Amanda, "oh that cereal has peanuts", after Amanda had taken her first bite.   This is funny to children who are uninformed.  The child meant no harm of course; but I do know the jokes or bullying can be worse in middle school.

Amanda's first case of a child trying to intentionally harm her was in 2nd grade.  The teacher did not enforce that the children wash their hands after snack.  And believe it or not the school is not peanut free which means that other children were allowed to bring unsafe snacks into the class room.

Monday, September 27, 2010

Having a peanut allergy is a terrible thing to live with

My daughter, Amanda is so severely allergic to peanuts that she can't even have a trace amount or she will go into anaphylactic shock.  I could have she would have to go to the emergency room but I didn't because what if you are too far to make to an emergency room?  What is you are on a plane or at camp?  That's why she has an Epi-Pen.  But even that doesn't guarantee she will live.  When a child who is allergic to peanuts or tree nuts eats a food that the body considers toxic, the child's throat will start to close and an Epi-Pen will have to be administered within 8 minutes to save the child's life.

Wednesday, June 30, 2010

Emotional toll on children that have a food allergy

My daughter, Amanda is now 10 and has been allergic to peanuts and tree nuts since she was 23 months old.  As she got older and I told her about her peanut allergy and everything she can and can't eat, I've often wondered how this has affected her emotional state.  I think it really started bothering her in 2nd grade when there was a lot of talk about it in school and the other children were told not to get near her if they had eaten something that contained peanuts.  I remember Amanda coming home and telling me that another child was eating something that had peanut butter and touched her that would make her itch.  In 3rd grade it got worse with the "table" where kids sat that had food allergies.  She sat with 3 other boys so lunch was no fun at all in a cafeteria full of chatter and laughter.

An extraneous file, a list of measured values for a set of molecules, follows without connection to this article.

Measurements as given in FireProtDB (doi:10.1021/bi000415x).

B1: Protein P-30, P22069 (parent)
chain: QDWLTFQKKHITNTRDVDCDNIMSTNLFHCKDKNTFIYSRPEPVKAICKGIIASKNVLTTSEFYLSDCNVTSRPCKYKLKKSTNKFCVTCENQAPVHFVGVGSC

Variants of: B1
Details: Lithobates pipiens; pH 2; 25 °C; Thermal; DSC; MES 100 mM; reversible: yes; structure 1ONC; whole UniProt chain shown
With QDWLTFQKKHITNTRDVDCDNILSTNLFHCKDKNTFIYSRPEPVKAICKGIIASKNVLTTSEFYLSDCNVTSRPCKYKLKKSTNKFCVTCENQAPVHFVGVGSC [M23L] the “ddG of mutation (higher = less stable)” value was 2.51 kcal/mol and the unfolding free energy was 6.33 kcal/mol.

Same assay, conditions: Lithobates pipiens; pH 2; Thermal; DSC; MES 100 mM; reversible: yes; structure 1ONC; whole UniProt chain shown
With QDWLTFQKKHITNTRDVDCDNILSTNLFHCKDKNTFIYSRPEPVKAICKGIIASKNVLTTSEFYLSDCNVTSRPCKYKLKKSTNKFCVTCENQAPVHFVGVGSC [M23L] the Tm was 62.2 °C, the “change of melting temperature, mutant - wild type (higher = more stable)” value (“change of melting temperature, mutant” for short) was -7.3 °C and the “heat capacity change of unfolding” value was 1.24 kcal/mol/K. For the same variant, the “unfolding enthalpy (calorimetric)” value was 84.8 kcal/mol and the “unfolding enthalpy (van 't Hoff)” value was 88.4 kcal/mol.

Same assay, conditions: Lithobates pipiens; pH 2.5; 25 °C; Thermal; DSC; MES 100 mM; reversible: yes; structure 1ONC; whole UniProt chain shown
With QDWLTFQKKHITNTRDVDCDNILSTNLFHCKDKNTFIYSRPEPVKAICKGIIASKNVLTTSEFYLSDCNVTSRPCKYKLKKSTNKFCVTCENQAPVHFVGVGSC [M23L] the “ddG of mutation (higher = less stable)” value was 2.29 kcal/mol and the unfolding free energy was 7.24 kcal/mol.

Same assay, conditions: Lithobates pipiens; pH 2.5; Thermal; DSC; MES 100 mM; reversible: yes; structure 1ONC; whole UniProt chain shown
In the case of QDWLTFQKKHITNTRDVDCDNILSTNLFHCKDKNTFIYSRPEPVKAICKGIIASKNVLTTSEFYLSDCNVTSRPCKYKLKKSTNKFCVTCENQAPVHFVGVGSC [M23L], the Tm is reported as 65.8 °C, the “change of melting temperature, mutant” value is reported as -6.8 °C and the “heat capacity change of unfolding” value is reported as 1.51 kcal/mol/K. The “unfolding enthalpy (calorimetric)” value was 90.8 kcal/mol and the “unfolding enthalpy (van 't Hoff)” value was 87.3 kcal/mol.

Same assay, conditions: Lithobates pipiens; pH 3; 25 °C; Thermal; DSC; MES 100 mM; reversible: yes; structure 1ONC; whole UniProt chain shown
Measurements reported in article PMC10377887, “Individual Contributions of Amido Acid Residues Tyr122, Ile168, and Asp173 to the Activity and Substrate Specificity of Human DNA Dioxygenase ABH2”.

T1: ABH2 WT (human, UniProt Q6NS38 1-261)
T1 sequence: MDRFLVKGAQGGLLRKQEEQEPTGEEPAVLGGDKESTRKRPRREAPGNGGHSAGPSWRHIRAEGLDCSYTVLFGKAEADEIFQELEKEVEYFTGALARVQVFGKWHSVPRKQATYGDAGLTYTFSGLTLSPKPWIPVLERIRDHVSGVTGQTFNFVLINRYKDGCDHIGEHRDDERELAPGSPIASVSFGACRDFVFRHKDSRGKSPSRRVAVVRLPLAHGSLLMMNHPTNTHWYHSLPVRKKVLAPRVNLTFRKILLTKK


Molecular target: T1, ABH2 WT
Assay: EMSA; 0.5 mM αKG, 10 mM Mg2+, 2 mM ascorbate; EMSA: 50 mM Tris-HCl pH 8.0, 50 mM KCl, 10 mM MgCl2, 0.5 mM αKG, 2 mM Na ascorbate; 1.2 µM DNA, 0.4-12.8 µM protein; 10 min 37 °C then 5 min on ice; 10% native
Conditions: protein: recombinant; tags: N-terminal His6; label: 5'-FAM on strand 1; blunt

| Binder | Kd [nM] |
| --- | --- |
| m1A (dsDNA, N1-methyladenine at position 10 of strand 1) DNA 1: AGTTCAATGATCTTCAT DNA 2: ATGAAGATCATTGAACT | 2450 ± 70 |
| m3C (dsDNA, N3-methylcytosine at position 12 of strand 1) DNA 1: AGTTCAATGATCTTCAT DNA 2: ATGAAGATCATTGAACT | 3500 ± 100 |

Friday, June 25, 2010

Wow, I feel so honored!

How wonderful to wake up this morning to an email informing me that my blog on peanut allergies won an award!

Dear Carla,

Congratulations! Your blog about peanut allergies has just won
our 2010 Top Food Allergy Blogs award!

We had the opportunity to work with this sponsor, as they contacted
us, so we took advantage of it!  The other award was voting based
driven, while the winners chosen for this award were more from your reader's
numerous nominations.


Winners for your 2010 Top Food Allergy Blogs award were announced on 
June 24th,  2010.


Again, Congratulations, and I hope to see your badge soon!

Cheers,
Emma Lee

Check out this blog for a giveaway of my book.

http://enjoylifeenjoynow.com/2010/06/carla-burke-reviewgiveaway.html

Tuesday, June 15, 2010

I received the galley print for my next book!

This is the last step - to make sure everything is just right before going off to print.  I worked late yesterday with my wonderful illustrator/friend making changes to the front cover and back cover.  I also found several minor typos with the word tree-nuts which appears many times throughout the book.  I want to be consistent and make sure that the hyphen was between the word tree-nut.

My 10 year old daughter Amanda is severely allergic to peanuts and tree-nuts.  I wrote this based on things that we were finding out about her allergy and what she can and cannot eat.  The list is long of foods she has to avoid.

I also hope children - and parents - learn that when someone has a food allergy that it is never ok to joke with that person that something they are about to eat has peanuts in it.  Anyone who is anaphylactic to peanuts or tree-nuts has the potential to die in a short amount of time after ingesting the food that is contaminated.

So stay tuned so you can find out when my book "Peanuts" is coming out.  It's the story of a little girl named Penny who is allergic to peanuts and tree-nuts.  Her pet pony is aptly named "Peanuts" and he shares everything he knows about peanut allergies and keeping his friend safe.

Friday, May 14, 2010

Yes some people (or restaurants) use peanut butter or crushed peanuts in their chili.


This is so scary to me as a mom of a child who is anaphylactic to peanuts.  Who knew?  I've never put peanut butter in my chili, but some do.  You will NEVER find this recipe in my home.